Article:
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Some years ago, I studied the history of the Stavlum søndre Farm, with two purposes: 1) To see if it was possible to link those living there in the 17th Century with my own ancestors who through several generations kept a partial ownership to that farm. 2) To map a brother of Hans and Ingeborg to see whether or not there was a connection between him and a branch of my ancestors in Kongsberg. The outcome on the second question was negative. During that study I made some notes about Hans as well. When this case came up, I realized that the Hanssons and Hansdaughters Jæger fitted with those of his children I already knew the batisms of.


What made me almost sure was when I in 1711 Census found a Bertel Hanssen, 13 years old, born in Eiker and living with his father:

Bertel Hanssen - Manntall ved Kongsberg Sølvverk 1711 - The Digital Archive (digitalarkivet.no)


This fits perfectly with Bertel Hansen Jæger, but his baptism is not to be found neither in Eiker nor in Kongsberg. When baptisms are missing in Eiker, the explanation is often that they were baptized in Fiskum Church, which is next to Kongsberg. Fiskum generally had its own priest, who kept his own records. Unfortunately, those records are not complete. When I in the same census looked at Hans’es with a known connection to Eiker, I found just a handful. And by elimination Hans Sebjørnsen came out as the most likely candidate.


I became even more certain when I saw that a Hans Jæger was among the sponsors for Torger Sebjørnsen Stavlum’s son Hans on 1712-04-03. Among the sponsors we also find a Ingrid Sebjørnsdatter. Sebjørn is a very rare name, and because Torger himself was a Sebjørnsen, she was probably a close relative. This is the single time I’ve found mentioned a Ingrid Sebjørnsdatter, and since the names Ingrid and Ingeborg sometimes are confused, it’s possible that this is Ingeborg who has taken the trip from Skotselv to Kongsberg be a sponsor for her brother’s son. The other female sponsor was their brother Siver/Søren’s wife Mette Gram.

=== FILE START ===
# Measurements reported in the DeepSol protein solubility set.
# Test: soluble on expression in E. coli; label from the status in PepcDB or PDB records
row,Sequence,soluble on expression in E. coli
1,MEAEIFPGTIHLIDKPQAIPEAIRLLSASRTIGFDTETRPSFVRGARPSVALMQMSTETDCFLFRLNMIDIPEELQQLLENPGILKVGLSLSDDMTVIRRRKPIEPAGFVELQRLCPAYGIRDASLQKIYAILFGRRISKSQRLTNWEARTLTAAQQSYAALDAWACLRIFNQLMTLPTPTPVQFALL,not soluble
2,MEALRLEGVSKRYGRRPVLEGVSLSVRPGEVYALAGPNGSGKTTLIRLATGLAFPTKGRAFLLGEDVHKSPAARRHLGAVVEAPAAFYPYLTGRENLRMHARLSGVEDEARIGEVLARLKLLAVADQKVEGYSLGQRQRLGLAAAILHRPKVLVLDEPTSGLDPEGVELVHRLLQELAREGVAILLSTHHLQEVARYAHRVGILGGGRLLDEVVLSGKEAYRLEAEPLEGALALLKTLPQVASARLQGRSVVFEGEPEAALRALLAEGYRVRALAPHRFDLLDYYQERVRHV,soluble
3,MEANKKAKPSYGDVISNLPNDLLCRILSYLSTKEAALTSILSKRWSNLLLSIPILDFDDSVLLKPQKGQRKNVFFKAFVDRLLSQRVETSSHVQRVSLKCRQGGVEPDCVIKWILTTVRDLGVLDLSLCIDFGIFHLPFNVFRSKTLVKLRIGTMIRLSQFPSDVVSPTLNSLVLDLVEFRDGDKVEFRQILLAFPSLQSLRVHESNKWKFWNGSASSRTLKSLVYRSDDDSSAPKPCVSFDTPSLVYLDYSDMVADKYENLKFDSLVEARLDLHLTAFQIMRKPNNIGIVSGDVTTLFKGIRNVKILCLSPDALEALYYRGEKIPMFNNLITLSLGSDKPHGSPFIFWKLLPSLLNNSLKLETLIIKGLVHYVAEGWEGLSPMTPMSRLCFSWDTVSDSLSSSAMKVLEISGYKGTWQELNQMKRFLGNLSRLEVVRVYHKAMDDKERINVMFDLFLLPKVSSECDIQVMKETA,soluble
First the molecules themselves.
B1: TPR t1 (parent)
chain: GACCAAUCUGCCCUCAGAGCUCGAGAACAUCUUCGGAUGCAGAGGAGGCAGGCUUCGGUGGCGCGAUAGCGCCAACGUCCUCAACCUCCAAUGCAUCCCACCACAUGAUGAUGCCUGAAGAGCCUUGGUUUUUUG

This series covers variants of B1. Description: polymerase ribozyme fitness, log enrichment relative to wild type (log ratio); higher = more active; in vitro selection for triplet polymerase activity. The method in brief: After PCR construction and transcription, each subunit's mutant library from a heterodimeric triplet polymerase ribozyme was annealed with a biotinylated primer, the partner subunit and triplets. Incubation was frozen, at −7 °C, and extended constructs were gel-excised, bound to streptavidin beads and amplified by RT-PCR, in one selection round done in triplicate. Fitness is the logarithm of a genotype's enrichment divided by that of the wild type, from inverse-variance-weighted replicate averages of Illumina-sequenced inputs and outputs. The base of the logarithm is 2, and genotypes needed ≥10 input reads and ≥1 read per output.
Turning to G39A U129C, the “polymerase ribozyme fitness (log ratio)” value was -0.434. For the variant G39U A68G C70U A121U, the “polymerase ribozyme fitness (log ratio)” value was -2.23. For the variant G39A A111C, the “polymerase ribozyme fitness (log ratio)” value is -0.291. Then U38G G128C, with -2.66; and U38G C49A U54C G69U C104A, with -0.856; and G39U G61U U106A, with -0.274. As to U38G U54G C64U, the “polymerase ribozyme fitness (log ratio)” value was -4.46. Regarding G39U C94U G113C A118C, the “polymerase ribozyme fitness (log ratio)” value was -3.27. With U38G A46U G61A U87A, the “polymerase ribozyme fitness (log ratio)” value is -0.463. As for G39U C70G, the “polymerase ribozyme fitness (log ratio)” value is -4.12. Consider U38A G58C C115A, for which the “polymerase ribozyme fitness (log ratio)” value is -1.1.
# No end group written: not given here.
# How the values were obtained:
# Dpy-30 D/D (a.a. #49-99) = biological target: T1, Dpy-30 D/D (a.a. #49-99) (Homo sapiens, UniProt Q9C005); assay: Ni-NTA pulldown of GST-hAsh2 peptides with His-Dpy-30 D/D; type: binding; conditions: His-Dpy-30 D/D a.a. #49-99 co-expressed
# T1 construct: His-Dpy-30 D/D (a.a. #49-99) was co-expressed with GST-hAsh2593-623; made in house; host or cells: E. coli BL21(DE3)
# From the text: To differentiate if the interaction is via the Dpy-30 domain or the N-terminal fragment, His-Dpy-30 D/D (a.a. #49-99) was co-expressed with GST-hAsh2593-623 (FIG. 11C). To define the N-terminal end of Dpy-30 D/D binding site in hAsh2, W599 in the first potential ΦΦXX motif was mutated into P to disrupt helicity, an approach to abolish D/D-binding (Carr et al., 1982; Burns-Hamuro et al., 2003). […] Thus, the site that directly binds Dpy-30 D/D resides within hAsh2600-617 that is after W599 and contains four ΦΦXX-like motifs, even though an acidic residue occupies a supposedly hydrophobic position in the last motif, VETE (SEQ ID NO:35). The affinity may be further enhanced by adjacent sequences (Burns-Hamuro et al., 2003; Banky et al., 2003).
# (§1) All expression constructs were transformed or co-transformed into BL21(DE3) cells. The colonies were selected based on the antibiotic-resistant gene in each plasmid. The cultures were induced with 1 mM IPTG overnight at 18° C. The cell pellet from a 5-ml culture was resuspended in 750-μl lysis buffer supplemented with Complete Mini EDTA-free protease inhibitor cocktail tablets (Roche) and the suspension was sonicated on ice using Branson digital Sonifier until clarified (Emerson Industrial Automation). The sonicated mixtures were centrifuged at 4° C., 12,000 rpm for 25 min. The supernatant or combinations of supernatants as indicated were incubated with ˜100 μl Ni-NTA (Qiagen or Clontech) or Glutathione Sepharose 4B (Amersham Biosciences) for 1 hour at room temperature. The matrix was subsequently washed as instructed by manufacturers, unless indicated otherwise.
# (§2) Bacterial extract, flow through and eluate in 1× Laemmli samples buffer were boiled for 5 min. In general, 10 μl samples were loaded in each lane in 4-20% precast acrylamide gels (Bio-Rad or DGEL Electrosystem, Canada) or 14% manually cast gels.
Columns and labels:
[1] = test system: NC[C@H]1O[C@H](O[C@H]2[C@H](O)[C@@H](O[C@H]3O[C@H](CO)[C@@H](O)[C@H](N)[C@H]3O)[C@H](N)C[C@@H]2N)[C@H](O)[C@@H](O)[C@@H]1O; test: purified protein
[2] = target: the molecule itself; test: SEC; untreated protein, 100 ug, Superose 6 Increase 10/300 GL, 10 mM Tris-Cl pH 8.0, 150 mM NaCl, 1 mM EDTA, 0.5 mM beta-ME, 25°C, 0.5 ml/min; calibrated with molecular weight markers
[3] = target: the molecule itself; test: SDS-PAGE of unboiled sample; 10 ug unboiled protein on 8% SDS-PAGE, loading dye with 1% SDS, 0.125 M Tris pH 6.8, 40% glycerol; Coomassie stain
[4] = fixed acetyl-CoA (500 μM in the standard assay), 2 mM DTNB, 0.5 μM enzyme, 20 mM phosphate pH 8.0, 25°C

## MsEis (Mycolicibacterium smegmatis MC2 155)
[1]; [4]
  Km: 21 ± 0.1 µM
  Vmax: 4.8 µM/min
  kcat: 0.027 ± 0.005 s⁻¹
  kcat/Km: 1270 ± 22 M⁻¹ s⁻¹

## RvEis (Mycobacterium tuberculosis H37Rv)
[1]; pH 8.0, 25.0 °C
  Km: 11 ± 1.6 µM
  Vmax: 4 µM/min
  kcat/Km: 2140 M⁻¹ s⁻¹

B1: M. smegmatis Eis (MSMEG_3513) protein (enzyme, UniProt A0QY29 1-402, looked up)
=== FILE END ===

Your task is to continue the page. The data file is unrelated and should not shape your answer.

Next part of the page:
SAKO, Kongsberg kirkebøker, SAKO/A-22/F/Fa/L0001Parish register (official) no. I 1, 1696-1720, p. 85-86

Quick link: https://www.digitalarkivet.no/kb20070315660682


I have so far no information about Hans Sebjørnsen Stavlum or Jæger’s marriage or marriages. However, it is likely that he was married only once. And my guess is that his wife was a Bertelsdatter. Bertel, too, is a rare name, particularily in the countryside. Thus, it’s most likely that she was from Kongsberg where this name occurs in a few familes. And an Anna Maria Bertelsdatter was among the sponsors for Hans Sebjørnsen’s son Hans in 1702, a possible sister of his wife.


The final clue was when I fond a probate showing that there was a family relationship between the Hansen Jægers and descendants of two of Hans Sebjørnsen’s brothers living in Kongsberg. The only possible explanation is that Hans Sebjørnsen and Hans Jæger was the same man. Hans Sebjørnsen is mentioned in the census of 1732. I have so far not found him buried.


It is my guess that Ingeborg, after becoming a widow, came to live with her brother Hans in Kongsberg. This is a possible explanation why her children, too, picked up the Jæger surname. The incomplete church records of Fiskum is also a likely explanation on why we have failed to find her wedding.


If we look at Hans Sebjørnsen in the 1711 Census, where he is stated to be at the age of 45, we see that he had been on the payroll for just 17 years.

Hans Sebiørnsen - Manntall ved Kongsberg Sølvverk 1711 - The Digital Archive (digitalarkivet.no)